Dog’s of Japan’s Pop Culture

Japanese popular culture is a wondrous thing to behold, and uniquely Japanese. Its cinema, cuisine, TV shows, anime, manga, video games and music, all of which retain older artistic and literary traditions, is also adaptive and technology-oriented. While many of their themes and styles of presentation can be traced to traditional art forms, parts of it are also defined by Western ideologies. It’s telling then, that two popular cartoon series have prominently featured good-natured purebreds as full-time cast members. 

Maison Ikkoku,Samoyed, Azumanga Daioh,Great Pyrenees,Mr. Sōichirō,

Mr. Tadakichi and Chiyo

One of the first cartoons to incorporate a purebred dogs was Maison Ikkoku. The Japanese manga series written and illustrated by Rumiko Takahashi was serialized in Big Comic Spirits from November 1980 to April 1987. Its Samoyed, Mr. Sōichirō, was found as a stray and  originally named “Shiro,” but his owner, Kyōko Otonashi, insists on calling him “Sōichirō” in memory of her husband, and that’s the name to which he responds. Other than providing comic relief, he serves to remind both Kyōko of the man he was named after. His character often provided comic relief as the unwitting antagonist to one of his owner’s potential suitors, Mitaka, a tennis coach afraid of dogs.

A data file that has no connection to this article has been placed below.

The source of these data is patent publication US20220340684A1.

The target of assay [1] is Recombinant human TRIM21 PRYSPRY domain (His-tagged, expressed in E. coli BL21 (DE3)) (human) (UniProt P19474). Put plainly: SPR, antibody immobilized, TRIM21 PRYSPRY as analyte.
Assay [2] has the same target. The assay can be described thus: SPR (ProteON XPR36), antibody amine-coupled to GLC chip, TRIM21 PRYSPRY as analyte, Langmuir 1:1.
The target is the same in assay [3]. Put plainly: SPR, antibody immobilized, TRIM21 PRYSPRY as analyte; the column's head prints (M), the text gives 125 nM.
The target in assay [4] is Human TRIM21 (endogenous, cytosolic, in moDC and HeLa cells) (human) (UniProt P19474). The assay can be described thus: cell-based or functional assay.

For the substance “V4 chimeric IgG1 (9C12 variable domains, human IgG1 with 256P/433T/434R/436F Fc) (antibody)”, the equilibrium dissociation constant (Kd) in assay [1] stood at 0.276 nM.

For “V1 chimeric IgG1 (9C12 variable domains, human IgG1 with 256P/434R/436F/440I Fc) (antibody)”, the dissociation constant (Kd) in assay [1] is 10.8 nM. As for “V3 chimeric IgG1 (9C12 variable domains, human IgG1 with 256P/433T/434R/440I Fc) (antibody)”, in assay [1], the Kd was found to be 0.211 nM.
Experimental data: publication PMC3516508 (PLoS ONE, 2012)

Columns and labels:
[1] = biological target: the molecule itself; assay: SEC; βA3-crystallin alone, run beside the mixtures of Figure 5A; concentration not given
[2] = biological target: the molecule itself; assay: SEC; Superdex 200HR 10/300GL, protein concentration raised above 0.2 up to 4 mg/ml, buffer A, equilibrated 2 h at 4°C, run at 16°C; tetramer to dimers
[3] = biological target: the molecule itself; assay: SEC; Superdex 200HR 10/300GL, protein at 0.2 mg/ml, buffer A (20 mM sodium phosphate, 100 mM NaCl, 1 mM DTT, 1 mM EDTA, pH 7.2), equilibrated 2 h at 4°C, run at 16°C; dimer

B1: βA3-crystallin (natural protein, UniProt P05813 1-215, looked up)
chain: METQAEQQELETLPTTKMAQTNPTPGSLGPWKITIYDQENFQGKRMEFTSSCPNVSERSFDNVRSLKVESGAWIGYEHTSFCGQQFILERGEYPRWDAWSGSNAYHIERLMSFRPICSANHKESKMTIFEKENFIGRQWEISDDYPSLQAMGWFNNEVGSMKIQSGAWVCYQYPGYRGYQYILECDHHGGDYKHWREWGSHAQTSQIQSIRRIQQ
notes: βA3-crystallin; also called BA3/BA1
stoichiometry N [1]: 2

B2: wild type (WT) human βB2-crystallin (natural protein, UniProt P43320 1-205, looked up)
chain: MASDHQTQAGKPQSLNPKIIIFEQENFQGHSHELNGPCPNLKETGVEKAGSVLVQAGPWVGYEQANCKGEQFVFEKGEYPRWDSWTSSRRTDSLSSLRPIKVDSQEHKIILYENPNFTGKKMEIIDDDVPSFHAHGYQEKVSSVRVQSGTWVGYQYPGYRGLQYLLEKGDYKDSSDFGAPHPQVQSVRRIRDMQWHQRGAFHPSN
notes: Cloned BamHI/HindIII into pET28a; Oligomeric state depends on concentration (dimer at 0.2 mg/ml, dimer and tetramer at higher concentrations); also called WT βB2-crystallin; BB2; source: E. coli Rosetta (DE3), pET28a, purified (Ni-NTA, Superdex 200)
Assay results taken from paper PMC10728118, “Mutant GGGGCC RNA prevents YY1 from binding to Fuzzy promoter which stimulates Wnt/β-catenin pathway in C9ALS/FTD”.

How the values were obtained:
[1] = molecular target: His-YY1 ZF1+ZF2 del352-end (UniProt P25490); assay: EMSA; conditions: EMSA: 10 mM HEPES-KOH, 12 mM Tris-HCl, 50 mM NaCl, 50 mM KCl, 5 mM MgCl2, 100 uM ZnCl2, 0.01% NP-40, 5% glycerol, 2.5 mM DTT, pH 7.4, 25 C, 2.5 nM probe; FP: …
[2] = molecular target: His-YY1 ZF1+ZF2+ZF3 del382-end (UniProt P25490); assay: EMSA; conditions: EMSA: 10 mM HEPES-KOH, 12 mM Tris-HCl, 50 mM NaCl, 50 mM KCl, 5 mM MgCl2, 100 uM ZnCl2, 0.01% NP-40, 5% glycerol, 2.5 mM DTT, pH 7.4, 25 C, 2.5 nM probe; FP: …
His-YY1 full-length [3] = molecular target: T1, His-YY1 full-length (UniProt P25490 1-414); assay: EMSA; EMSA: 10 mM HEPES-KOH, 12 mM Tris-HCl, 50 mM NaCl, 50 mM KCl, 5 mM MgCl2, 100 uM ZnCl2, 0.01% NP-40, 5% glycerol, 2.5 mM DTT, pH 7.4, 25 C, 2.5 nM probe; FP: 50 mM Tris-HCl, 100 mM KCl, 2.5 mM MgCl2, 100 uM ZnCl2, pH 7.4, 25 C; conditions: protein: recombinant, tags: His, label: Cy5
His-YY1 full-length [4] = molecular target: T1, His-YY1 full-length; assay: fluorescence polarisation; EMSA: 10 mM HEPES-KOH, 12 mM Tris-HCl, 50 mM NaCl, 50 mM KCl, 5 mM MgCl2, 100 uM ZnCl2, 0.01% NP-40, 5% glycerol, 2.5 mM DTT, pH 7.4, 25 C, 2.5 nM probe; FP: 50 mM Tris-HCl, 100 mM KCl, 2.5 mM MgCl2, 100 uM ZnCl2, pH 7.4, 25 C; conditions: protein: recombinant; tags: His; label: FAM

In more recent years, the Japanese yonkoma comedy manga series called Azumanga Daioh featured a mild-mannered and gentle Great Pyrenees named Mr. Tadakichi who is so good-natured and accommodating that he lets his owner, a young girl named Chiyo, ride him around like a horse. This, of course, makes most dog owner a little nuts, but after all, its a comic series. 

Image from Maison Ikkoku

 

One thought on “Dog’s of Japan’s Pop Culture”

  1. When you talk about purebreds in Japanese manga and anime, i can’t help but think of the Ein the Corgi in Cowboy Bebop!

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